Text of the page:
FC: We don’t just sell a name, but an object and a name. We have a meeting once a week to discuss all the pieces. First of all, we look at the object visually to see if it is in harmony with the spirit of Piasa before carrying out research on authenticity, expertise and prices. Sometimes we have pieces by fairly unknown designers that we estimate at €2,000-€3,000 and by a stroke of luck they make money. It was like that with the late Czech designer Pavel Novák who nobody had heard of before. We exhibited his pieces in January, with low prices, and they went for five to ten times as much. That’s Piasa: looking, liking and presenting. It’s not necessarily: “That’s worth €100,000, let’s present it.” We won’t spit on an object worth €100,000, but we’ll explore and prospect other things too.
TDE: What further plans for development do you have?
FC: China is an important market to develop but it’s complicated. Four or five years ago, we had a desire to show western design in Beijing alongside China’s historical design but we abandoned this idea. It’s a project that we might renew but it’s difficult. Thanks to that foray, I met Chinese designers and orchestrated the first sale of Chinese contemporary design in Europe in 2016. I wanted to do a second one but was unable to discover sufficiently important new talents and all the designers I’d met before hadn’t evolved enough to offer anything different.
I’d also like to work on the 1800s and the 1880s-1890s, which enormously influenced design and art and craftsmanship, and explore forgotten segments. For example, in Scandinavian design, I’d like to show the importance of popular Swedish and Danish design in the eighteenth century like painted wooden furniture. We could show how pieces might have a very similar aesthetic despite being one or two centuries apart and how they can be mixed together.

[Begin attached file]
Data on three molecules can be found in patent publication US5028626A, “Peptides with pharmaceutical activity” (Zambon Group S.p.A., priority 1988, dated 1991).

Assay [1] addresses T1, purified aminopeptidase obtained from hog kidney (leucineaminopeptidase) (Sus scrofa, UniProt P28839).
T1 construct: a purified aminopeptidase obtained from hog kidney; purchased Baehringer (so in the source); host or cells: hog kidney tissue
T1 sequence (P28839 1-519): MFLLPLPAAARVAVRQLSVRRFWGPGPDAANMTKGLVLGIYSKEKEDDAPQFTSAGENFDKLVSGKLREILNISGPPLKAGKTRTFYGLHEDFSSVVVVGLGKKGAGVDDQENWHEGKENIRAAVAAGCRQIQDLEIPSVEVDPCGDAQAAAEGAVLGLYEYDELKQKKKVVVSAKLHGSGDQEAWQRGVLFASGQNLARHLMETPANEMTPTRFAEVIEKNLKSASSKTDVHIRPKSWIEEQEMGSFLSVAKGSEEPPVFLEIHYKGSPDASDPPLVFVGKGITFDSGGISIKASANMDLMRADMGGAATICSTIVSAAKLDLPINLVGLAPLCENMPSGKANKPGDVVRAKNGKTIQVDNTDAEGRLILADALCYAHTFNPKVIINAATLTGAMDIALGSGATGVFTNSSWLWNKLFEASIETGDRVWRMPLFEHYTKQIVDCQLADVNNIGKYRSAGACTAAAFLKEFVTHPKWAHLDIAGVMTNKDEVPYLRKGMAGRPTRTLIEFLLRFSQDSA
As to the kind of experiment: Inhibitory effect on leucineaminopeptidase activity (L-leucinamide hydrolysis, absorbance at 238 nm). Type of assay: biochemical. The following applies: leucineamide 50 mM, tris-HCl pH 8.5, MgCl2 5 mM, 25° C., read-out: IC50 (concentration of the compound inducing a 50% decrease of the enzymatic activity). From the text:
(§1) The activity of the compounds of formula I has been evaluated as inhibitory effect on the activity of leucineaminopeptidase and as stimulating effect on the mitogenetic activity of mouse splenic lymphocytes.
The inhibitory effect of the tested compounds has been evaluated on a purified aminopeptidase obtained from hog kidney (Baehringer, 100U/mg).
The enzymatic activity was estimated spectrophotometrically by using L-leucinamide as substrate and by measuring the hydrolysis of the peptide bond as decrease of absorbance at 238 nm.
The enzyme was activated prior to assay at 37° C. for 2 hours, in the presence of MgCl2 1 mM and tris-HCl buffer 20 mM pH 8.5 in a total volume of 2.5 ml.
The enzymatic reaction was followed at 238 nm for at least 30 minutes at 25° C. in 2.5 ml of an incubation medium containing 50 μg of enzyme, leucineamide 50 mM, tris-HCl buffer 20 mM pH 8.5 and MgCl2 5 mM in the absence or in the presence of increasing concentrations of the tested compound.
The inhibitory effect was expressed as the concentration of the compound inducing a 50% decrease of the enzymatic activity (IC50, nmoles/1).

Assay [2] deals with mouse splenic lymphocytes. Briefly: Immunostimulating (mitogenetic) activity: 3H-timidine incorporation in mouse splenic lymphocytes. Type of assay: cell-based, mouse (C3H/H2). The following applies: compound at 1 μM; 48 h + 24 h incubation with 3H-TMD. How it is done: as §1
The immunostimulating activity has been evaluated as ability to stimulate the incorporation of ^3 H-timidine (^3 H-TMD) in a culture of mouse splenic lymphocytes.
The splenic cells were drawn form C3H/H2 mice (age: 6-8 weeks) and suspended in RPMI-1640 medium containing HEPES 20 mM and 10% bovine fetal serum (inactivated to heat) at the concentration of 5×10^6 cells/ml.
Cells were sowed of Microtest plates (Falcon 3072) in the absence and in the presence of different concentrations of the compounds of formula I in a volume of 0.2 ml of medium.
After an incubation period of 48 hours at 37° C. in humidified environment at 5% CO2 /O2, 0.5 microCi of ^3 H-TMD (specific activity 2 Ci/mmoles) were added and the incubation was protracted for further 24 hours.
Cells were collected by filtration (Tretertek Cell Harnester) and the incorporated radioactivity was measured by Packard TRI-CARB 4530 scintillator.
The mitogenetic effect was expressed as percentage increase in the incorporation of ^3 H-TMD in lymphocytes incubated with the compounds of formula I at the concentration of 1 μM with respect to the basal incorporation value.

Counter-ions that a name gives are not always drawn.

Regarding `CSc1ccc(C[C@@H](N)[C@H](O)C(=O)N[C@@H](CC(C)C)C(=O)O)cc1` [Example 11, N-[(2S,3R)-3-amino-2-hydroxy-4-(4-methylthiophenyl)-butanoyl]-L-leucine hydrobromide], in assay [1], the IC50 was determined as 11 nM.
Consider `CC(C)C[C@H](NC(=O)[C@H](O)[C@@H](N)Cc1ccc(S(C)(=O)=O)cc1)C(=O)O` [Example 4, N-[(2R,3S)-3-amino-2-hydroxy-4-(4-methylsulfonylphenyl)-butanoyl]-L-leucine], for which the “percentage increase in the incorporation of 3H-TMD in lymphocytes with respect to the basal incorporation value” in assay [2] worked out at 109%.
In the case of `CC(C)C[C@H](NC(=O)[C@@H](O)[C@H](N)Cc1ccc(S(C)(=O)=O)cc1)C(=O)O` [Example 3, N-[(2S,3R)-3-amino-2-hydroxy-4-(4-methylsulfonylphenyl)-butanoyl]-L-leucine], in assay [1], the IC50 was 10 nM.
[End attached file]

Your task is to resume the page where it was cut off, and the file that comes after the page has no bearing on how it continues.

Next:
TDE: What can you tell us about your own collection?
FC: My wife and I have always bought things that we like together. No purchase is made if we disagree. Seven years ago, we sold everything that we’d accumulated over 20 years and completely changed our universe. Since then, we’ve been more attracted to photography than visual art even though we’d never thought of buying photos before. Today, our interior is much more zen. Perhaps we’ll change it again in five or six years. But we’ve never had a speculative or collecting goal. For me, a collector is someone who sells shares to buy an object that they can’t afford otherwise and might endanger themselves financially, which we would never do. Buying artworks doesn’t make you a collector; the majority of people want to live with objects which they feel good about. I like waking up in the morning, going downstairs and looking at a photograph, a painting or a table. But I like changing things, I’m not attached to objects.
TDE: How would you sum up your career?
FC: My career has been a path of encounters, dialogues, discussions, discoveries and making radical changes to do with my way of seeing things and managing departments.